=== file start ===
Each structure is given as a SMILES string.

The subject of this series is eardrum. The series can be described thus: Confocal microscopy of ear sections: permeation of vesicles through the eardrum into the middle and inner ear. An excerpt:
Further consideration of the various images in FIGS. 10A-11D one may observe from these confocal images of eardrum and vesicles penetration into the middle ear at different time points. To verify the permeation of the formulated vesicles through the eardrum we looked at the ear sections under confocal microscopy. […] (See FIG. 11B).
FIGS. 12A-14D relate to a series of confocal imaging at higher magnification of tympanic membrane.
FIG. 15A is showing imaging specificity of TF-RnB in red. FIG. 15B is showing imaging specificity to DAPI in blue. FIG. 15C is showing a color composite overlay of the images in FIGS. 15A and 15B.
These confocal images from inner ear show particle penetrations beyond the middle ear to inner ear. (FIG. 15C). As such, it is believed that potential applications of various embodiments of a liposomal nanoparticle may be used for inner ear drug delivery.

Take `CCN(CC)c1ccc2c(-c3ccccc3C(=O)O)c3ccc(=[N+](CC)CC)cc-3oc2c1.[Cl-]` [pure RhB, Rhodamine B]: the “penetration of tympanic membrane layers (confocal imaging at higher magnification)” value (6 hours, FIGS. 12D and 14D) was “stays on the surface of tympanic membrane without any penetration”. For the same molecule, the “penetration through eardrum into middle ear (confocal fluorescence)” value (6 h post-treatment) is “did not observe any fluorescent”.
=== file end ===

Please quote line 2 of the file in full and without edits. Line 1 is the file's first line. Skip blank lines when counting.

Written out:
The subject of this series is eardrum. The series can be described thus: Confocal microscopy of ear sections: permeation of vesicles through the eardrum into the middle and inner ear. An excerpt: